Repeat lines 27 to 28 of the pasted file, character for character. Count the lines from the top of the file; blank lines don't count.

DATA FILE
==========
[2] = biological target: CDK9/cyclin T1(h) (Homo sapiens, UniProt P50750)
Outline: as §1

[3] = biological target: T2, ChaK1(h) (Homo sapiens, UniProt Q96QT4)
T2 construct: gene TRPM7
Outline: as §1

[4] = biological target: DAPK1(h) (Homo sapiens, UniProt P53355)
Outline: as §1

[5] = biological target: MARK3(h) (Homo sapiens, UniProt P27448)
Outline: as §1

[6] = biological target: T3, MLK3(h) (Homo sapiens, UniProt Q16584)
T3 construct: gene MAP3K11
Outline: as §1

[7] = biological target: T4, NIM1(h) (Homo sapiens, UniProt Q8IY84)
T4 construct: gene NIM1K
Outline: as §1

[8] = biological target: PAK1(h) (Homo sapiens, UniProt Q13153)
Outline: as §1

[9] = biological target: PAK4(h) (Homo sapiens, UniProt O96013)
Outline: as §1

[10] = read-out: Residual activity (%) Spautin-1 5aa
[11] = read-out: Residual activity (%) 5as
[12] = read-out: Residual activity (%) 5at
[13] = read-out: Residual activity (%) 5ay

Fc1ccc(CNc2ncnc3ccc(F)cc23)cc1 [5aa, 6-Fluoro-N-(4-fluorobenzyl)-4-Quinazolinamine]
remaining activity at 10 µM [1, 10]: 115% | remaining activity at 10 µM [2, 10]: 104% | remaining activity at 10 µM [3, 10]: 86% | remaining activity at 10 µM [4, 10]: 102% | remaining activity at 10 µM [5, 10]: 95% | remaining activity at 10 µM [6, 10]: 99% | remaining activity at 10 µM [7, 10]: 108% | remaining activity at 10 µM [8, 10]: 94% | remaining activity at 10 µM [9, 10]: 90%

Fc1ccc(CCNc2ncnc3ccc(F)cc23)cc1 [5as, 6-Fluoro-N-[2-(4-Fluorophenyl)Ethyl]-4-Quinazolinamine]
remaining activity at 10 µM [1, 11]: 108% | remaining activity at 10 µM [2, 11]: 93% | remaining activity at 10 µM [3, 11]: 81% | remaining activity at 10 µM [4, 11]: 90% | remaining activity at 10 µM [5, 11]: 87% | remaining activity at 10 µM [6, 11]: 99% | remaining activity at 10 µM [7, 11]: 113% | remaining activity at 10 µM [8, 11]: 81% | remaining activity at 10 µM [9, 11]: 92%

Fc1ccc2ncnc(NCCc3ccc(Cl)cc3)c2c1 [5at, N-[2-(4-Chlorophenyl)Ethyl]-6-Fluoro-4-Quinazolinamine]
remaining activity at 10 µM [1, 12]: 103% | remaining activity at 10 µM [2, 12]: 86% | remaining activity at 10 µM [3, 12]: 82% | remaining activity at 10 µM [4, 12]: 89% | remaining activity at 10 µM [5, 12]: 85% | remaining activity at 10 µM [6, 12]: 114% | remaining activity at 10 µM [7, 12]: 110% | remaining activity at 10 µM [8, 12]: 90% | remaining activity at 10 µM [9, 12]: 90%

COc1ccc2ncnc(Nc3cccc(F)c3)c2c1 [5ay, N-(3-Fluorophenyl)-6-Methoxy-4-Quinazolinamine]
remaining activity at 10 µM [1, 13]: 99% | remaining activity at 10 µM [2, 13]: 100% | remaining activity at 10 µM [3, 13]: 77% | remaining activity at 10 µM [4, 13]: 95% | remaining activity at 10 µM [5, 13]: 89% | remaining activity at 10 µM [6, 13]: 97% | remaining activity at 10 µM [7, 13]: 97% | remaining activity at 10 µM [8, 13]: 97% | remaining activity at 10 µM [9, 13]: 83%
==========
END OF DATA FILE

remaining activity at 10 µM [1, 11]: 108% | remaining activity at 10 µM [2, 11]: 93% | remaining activity at 10 µM [3, 11]: 81% | remaining activity at 10 µM [4, 11]: 90% | remaining activity at 10 µM [5, 11]: 87% | remaining activity at 10 µM [6, 11]: 99% | remaining activity at 10 µM [7, 11]: 113% | remaining activity at 10 µM [8, 11]: 81% | remaining activity at 10 µM [9, 11]: 92%

Fc1ccc2ncnc(NCCc3ccc(Cl)cc3)c2c1 [5at, N-[2-(4-Chlorophenyl)Ethyl]-6-Fluoro-4-Quinazolinamine]